Wed, 14 May 2003

Helping children develop their communication skills

Donya Betancourt, Pediatrician,

Popularity is a common issue for parents of school-aged children. Is your child picked on, teased by classmates or left out of activities during playtime at school?

In general, positive behavior, such as cooperation, is associated with being accepted by peers, while antisocial behavior, such as aggression, is associated with unpopularity. Good communication skills are also linked to being well-liked.

Popular children appear to communicate better than the unpopular child. The popular child is more likely to be clear in direct communications.

Clarity in communication is accomplished when children use the other child's name, use eye contact or touch the child they intend to address. This communicative child will also reply appropriately when spoken to, rather than ignoring the speaker, changing the subject or saying something irrelevant.

It is important to recognize the role of the peer group in maintaining a child's level of social acceptance. If a negative reputation is developed, helping the child become accepted may require more than a change in the child's behavior; it may also be necessary to point out to the other children when the child's behavior changes and to guide them to respond to the child in positive ways.

To assist a disliked child in gaining acceptance, careful, informed observation is needed. Does the child have greater success interacting with one or two peers than with larger groups? Does the child often seem to misinterpret the apparent intentions and emotional cues of other children? When rejecting a playmate's suggestion, does the child provide a reason or an alternative idea? Do classmates consistently rebuff or ignore the child's attempts to engage in play, even when the child is using strategies that should work?

There is no recipe for facilitating acceptance. To help a child, it is essential to identify the child's area of difficulty.

Adults who work with groups of children may feel frustrated in their attempts to help a child achieve social acceptance. Special play activities can be arranged, such as grouping children who lack social skills with those who are socially competent and will thus provide examples for learning effective skills.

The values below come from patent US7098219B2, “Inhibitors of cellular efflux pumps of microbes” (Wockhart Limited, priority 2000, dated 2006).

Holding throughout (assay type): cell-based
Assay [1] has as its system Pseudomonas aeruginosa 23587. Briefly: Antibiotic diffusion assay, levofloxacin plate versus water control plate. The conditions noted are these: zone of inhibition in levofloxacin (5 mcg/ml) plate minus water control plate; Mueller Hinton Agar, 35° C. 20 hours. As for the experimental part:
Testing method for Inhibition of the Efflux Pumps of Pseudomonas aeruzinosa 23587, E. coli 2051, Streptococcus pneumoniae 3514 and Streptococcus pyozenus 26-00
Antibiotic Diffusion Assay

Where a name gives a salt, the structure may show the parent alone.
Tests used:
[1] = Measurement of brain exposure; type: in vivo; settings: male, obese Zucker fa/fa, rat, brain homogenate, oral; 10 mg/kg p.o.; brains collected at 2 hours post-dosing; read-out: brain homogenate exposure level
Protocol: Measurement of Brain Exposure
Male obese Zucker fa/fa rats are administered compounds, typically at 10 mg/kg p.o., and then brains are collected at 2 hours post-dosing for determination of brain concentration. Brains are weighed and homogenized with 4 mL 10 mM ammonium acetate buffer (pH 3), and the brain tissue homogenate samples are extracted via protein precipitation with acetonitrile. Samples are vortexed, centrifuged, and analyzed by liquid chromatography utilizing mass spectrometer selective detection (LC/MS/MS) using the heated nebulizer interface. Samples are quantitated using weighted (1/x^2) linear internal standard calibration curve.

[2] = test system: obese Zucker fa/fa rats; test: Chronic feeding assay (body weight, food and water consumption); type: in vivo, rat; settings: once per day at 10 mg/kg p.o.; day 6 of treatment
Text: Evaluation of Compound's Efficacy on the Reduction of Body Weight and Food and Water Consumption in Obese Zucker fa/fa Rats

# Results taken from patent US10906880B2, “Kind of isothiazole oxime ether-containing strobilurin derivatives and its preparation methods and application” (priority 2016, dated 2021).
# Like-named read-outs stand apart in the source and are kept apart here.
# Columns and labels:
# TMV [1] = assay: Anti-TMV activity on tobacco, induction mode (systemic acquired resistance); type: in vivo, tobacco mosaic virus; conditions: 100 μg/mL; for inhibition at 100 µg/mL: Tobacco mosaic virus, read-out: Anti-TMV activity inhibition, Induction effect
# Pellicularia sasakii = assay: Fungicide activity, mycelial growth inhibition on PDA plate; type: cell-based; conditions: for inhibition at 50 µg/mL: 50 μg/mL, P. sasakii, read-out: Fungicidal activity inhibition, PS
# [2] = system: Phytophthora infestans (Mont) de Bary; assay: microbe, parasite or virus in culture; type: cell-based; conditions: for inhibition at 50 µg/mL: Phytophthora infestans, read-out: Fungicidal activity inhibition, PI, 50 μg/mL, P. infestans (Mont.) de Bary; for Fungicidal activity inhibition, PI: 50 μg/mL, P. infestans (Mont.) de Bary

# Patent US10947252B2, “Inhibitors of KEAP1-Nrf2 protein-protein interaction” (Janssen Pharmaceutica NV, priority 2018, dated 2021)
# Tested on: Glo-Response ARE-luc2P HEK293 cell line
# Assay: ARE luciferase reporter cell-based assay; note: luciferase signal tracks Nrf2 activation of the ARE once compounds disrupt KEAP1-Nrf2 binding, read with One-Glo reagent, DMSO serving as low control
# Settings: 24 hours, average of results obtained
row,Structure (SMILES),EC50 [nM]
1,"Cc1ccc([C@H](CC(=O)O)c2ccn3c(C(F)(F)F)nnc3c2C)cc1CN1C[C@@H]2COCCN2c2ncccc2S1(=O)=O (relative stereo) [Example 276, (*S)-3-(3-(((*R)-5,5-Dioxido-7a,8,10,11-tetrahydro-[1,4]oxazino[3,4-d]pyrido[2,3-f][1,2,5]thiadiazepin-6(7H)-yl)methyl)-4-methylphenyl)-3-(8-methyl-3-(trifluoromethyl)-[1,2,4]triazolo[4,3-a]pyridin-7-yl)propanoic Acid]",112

Planning special play sessions with a younger child may help the socially isolated child. The decision to pair a child with a younger or more socially skilled child should depend on whether the child's social isolation is due to ineffective social skills or a lack of confidence.

Some children have adequate social skills, but are anxious and inhibited about using them. Opportunities to be the big guy in play with a younger child may give the inhibited child a needed boost of social confidence.

Sometimes disliked children behave aggressively because they don't know how to resolve conflicts. When a child has difficulty entering ongoing play, an adult can steer the child toward smaller or more accepting groups, or can structure the environment to include inviting spaces for a private small group or one-on-one play.

A loft, a tent or a large empty box might make an inviting space. When a child asks, "Can I play?" the teacher can guide the child in observing the ongoing play, figuring out the group's theme and purpose, and thinking of a role to play or of ways to contribute to the group.

The teacher's attempts to help a disliked child find a comfortable niche in the peer group may prove more successful if the child's family is involved, either directly or indirectly.

After describing to the parent what techniques are being tried in the classroom, the teacher may suggest how the parent can use some of the strategies to help the child play with peers at home or interact with siblings.

Children who feel good about themselves and experience loving family relationships may bring their expectations of acceptance and success to the peer group. Such expectations can become self- fulfilling prophecies.

For the child whose poor self-image reflects difficulties in the child's family, parent-teacher conferences in which the teacher can offer support may be helpful. Topics such as positive discipline and effective parent-child interaction can be helpful. Parent discussion groups, facilitated by a knowledgeable professional, can provide information about the importance of social competence and guidance strategies that can help parents facilitate their child's development.